Piercing beeps, flashing lights.  Mama up out of bed like a bullet!  No smoke or flames.  Check the house.  Check the kids room.  Nothing.  Feel the walls, check the appliances, look out the windows, basement, attic…Nothing.  Back to bed shaking from head to toe and into the core of my being.  Maybe the batteries are wearing out.  Close eyes.

Piercing beeps, flashing lights.  Repeat the above paragraph, except this time I go outside to look around.  Definitely smell smoke out there.  Look at the roof.  Check the chicken coop; no signs of trouble.  BEEP BEEP BEEEEP!  BEEP BEEP BEEEEP!

Wake up the kids, make them come downstairs while my husband looks around.  He can smell the smoke from outside now, but still can’t see, hear or smell anything to indicate the house is on fire…except the fire alarm keeps going off.

Finally the alarms get to me, and while hubby is looking in the attic, I panic and call 911.  I tell them about the alarms and that we can’t see anything, but can smell smoke outside.  I ask are there any other reports of smoke in the area.  No.  They say they’ll send someone out and I take the kids to my good friend’s house across the street.

Now the volunteer fire fighters start showing up.  Thanks Nate, and Doug!  Nate has strong smoke at his house about three miles away, and the valley has a definite haze.  We deduce that somehow the fire alarm is detecting that (although it never detected any smoke when our entire region was blanked in smoke and under hazardous air warnings for a month last summer) and after talking to hubby he calls off the troops, while Doug and hubby do some extra looking around.

The kids and I wait for the all clear at my friend’s house and then head home.  I tuck everyone in and resign myself to a long sleepless night.

I love my small town, but I hate that everyone is going to know I panicked.

What I learned from tonight.

#1 My kids do NOT wake up from a fire alarm.  In fact many kids do not.  And of those who do, many do not know what to do.

#2 Although I consider myself prepared, I did not grab the “go box” which has all of our important documents in it, when I left with the kids.  Had there been an actual fire I feel certain my husband also would not have grabbed the go box.  Maybe I need to rethink my fire plan to include times when I’m pretty sure there’s not a fire, but we’re leaving just in case.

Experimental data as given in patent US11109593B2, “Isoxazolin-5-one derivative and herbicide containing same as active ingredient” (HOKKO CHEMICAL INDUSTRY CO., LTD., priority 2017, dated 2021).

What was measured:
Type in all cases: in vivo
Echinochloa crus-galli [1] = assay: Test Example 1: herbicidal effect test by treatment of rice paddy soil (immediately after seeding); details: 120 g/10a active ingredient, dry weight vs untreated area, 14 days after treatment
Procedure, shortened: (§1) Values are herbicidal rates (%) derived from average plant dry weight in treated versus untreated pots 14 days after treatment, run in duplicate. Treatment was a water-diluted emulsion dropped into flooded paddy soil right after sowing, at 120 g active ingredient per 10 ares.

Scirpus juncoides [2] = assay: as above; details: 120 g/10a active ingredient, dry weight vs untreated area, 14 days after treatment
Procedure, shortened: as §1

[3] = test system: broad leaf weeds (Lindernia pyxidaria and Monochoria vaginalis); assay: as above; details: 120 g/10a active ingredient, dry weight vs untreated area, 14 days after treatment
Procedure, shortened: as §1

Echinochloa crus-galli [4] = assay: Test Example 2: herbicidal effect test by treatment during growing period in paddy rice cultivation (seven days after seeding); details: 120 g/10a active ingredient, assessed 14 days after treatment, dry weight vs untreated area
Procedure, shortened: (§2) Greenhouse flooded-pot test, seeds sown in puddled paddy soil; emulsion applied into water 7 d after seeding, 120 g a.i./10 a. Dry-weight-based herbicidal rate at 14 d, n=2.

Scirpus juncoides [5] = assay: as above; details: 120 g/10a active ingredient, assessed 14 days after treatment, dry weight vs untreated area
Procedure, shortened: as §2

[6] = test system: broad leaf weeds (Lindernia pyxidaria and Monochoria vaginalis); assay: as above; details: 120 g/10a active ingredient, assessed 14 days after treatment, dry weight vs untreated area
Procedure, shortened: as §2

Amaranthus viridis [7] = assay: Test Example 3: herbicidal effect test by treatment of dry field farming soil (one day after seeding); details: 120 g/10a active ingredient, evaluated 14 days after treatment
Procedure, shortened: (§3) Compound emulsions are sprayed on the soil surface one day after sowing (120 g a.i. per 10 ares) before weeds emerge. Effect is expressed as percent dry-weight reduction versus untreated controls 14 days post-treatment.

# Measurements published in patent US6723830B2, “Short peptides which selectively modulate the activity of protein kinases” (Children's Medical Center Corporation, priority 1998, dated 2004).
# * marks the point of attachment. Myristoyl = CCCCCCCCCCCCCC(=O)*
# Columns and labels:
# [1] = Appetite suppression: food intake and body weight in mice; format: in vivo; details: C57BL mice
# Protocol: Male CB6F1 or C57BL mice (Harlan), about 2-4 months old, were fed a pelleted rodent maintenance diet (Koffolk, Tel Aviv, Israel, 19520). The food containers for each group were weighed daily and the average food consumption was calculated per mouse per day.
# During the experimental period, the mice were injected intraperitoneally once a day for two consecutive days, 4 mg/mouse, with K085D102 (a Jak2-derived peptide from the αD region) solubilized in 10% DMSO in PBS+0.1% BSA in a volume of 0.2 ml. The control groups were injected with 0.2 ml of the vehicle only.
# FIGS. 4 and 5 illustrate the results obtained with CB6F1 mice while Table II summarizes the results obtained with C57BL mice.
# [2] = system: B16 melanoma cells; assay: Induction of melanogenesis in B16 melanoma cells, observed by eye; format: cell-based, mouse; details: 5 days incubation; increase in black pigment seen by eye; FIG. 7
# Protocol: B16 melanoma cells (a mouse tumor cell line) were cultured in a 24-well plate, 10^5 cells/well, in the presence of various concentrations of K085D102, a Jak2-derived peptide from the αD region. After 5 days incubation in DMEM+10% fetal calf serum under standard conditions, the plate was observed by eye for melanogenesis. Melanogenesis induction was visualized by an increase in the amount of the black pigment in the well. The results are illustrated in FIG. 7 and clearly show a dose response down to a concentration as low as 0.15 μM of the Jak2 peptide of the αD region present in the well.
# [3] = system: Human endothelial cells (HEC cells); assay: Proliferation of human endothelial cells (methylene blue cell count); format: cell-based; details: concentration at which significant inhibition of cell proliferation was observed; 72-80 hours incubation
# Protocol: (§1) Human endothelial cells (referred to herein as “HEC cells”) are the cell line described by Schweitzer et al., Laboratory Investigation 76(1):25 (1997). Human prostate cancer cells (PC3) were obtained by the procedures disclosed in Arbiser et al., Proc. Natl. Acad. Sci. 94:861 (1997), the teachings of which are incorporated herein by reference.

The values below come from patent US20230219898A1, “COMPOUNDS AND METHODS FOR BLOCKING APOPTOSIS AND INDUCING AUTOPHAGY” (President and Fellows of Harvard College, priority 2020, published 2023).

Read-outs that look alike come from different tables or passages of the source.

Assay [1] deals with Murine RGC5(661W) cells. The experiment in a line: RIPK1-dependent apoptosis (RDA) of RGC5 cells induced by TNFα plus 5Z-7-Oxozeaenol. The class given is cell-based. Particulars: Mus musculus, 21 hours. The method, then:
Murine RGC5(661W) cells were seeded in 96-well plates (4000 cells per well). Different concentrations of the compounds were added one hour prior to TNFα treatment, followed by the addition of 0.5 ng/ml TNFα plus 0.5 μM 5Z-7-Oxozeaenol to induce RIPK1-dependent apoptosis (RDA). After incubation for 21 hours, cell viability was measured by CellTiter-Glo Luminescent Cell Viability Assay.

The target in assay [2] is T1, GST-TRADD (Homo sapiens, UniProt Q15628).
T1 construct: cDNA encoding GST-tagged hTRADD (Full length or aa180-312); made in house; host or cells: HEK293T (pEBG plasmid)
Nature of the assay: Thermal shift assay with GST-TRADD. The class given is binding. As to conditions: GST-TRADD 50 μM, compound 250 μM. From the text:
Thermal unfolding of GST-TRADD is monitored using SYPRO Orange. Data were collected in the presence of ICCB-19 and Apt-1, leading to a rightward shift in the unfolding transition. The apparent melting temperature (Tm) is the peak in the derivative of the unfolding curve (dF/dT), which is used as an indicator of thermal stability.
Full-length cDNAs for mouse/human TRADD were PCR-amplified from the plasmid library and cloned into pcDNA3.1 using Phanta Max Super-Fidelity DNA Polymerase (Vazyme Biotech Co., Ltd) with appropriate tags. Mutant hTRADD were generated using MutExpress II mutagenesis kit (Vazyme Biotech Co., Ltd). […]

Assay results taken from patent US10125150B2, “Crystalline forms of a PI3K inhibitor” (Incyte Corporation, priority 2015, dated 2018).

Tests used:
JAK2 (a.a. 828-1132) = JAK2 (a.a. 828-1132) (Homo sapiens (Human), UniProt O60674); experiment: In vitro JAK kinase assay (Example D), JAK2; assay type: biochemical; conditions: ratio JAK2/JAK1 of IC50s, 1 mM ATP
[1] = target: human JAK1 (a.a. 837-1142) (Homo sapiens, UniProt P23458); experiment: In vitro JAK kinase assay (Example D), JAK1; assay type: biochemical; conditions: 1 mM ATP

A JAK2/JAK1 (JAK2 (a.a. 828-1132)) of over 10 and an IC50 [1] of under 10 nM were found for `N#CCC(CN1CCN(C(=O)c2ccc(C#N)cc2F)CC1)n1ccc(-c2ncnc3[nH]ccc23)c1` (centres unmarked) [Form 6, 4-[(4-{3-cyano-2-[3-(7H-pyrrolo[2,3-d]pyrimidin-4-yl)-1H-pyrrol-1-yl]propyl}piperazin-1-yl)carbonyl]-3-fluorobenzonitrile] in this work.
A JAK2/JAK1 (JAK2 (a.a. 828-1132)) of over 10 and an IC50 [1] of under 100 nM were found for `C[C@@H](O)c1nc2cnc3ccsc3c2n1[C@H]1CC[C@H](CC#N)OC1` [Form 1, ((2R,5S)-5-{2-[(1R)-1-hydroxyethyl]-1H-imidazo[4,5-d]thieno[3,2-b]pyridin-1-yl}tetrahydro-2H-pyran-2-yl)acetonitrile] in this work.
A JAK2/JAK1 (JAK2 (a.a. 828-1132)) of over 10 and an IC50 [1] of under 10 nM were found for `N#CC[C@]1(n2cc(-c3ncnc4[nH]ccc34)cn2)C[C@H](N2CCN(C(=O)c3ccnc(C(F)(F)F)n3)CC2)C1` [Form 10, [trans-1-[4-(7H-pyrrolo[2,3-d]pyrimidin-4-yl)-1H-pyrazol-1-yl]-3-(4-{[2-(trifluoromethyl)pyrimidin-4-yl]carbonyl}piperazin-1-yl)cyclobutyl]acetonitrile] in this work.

#3 I need to write it on the calendar (or perhaps pencil it right on the alarm mount) when I change batteries.  I feel like I remember doing it around Christmas when I did a unit on safety at home with my Camp Fire group.  The red LED is flashing every 45 seconds, just as it should, and the alarm was the same as when I burn toast, not the chirp it typically does when the batteries are going bad.  But I’m not sure, so I’m having the hubby pick up some fresh batteries tomorrow.

#4 It’s time to buy an escape latter for the second floor and practice using it.

#5 Just like back in my college days, I can write a whole composition in an hour given the proper amount of adrenaline…whether it be from a looming deadline, or a false fire alarm.


Although I do feel silly about waking all of my neighbors, and I am by no means an expert on these things, I think I can safely remind you that ANY time you think there is a fire, or any other dangerous situation in your home, you should get yourself and your family to a safe location and call 911.  

I’ll share this post with No Ordinary Blog Hop, The Homestead Barn Hop, and the Homeacre Hop.